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Making wheat into bulgur (also spelled bulgar, bulghur, burghul and bourghul) has been an integral part of Middle Eastern cuisine for thousands of years. These days, you can still see villagers preparing it the traditional way: boiling the wheat in huge pots, spreading the cooked berries or groats over flat roof tops to dry, then cracking the hardened kernels into coarse pieces and sieving them into different sizes. Don’t confuse it with cracked wheat, which is simply that, and can take up to an hour to cook.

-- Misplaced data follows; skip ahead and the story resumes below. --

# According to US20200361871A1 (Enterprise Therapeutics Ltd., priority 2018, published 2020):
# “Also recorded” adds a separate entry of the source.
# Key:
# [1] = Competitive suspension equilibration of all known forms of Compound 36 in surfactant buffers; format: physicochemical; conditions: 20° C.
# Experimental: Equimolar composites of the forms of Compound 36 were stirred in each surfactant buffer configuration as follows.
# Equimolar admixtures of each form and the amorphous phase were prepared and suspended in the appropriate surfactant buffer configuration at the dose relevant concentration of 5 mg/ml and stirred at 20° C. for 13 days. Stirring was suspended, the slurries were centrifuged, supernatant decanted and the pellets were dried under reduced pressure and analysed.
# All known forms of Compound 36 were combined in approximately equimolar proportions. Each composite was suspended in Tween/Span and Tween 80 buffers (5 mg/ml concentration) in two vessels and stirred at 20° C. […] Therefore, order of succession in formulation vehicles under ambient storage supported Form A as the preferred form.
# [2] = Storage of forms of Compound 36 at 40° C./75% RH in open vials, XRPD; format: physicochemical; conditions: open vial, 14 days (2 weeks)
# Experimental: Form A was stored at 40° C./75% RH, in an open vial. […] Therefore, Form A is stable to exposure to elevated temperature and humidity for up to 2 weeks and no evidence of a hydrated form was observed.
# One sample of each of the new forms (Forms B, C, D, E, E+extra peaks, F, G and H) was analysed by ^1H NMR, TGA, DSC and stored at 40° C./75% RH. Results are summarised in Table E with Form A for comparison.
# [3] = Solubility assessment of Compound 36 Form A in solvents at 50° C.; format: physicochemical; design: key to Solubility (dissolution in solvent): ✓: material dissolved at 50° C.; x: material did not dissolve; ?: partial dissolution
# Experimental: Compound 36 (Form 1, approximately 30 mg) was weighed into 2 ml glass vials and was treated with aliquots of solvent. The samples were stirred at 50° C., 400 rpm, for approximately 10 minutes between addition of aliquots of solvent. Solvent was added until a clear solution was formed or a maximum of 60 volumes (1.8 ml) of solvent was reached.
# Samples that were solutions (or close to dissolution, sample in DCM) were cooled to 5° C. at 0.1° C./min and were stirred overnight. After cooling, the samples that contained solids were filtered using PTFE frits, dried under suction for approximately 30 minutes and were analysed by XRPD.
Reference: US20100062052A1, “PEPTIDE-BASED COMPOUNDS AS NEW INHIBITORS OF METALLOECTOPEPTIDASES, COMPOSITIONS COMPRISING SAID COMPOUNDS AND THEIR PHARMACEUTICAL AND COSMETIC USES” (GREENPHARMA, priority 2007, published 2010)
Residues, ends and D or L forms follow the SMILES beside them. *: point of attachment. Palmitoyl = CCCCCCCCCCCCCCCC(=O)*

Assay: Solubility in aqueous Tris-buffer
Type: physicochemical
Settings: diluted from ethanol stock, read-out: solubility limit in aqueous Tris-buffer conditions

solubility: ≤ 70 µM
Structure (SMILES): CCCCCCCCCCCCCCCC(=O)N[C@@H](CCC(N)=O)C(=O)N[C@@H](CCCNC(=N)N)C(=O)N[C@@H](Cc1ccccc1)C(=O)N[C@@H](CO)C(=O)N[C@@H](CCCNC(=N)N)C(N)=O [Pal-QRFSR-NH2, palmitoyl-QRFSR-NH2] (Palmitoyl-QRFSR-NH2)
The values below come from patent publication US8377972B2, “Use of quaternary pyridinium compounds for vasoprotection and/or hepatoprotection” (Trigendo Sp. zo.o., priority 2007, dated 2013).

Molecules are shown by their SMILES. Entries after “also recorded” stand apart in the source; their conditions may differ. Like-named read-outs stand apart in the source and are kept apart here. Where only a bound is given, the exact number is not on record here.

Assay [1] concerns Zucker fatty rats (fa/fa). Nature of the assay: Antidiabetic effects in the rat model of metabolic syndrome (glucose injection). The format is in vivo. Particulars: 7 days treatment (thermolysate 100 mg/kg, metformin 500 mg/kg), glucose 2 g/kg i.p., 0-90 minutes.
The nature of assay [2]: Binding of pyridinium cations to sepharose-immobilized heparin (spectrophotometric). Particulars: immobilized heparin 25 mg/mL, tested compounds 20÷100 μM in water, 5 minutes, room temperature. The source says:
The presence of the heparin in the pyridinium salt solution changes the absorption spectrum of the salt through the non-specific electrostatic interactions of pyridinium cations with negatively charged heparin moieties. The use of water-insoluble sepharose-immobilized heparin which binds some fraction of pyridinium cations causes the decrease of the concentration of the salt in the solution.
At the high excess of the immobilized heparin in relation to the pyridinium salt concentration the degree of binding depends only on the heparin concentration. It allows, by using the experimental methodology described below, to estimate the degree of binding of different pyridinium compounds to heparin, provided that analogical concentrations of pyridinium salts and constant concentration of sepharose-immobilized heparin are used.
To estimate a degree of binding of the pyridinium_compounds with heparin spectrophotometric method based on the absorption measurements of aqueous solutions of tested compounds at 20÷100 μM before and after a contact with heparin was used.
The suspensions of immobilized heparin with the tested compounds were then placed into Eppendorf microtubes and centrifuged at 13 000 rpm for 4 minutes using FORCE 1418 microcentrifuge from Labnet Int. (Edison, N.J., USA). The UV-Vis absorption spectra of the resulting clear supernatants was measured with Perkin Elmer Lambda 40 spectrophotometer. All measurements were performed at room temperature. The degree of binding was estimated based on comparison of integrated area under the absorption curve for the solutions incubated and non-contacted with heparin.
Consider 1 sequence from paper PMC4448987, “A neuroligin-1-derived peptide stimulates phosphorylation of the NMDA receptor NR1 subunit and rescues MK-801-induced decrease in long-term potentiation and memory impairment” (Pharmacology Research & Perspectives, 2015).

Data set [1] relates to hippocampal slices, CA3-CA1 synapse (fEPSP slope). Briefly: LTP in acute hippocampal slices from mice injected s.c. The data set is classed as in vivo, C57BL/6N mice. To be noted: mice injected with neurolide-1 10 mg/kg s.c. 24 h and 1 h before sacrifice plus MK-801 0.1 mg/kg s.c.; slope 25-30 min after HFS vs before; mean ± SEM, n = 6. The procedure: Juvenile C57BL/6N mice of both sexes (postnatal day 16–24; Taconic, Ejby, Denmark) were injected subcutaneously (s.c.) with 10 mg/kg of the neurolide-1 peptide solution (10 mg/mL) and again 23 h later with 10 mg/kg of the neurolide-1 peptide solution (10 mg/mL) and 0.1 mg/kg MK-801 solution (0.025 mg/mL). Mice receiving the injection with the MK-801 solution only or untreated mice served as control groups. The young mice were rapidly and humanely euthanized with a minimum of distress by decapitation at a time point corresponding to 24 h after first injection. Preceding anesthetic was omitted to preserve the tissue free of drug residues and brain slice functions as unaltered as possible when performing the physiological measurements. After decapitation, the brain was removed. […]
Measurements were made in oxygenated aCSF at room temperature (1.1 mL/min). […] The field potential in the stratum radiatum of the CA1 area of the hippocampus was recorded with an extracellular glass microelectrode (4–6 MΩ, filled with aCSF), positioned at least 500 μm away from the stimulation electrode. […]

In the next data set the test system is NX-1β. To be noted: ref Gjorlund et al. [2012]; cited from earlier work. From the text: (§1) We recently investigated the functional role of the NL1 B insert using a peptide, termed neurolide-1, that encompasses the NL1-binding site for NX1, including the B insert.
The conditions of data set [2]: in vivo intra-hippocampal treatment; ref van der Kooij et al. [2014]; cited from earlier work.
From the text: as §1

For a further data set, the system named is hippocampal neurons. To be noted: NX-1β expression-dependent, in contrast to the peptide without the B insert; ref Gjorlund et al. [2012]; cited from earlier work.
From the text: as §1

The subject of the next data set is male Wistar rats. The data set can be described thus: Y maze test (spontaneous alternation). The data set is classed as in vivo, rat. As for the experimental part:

This versatile, nutty-tasting, wholegrain is available in supermarkets, natural/organic health food stores and Middle Eastern produce stores. If you are lucky, you’ll have a choice of grades – fine (#1), medium (#2), coarse (#3), and very coarse (#4). You can make pilafs with medium, coarse, and very coarse bulgur. Tabbouleh and kibbe are best made with fine bulgur. As it’s been parboiled, it needs little cooking and, in most cases, nothing more than a good soak in hot water. Check out the manufacturer’s instructions.

Sources: AusFoods, 2019 and The Good Carbs Cookbook (Murdoch Books)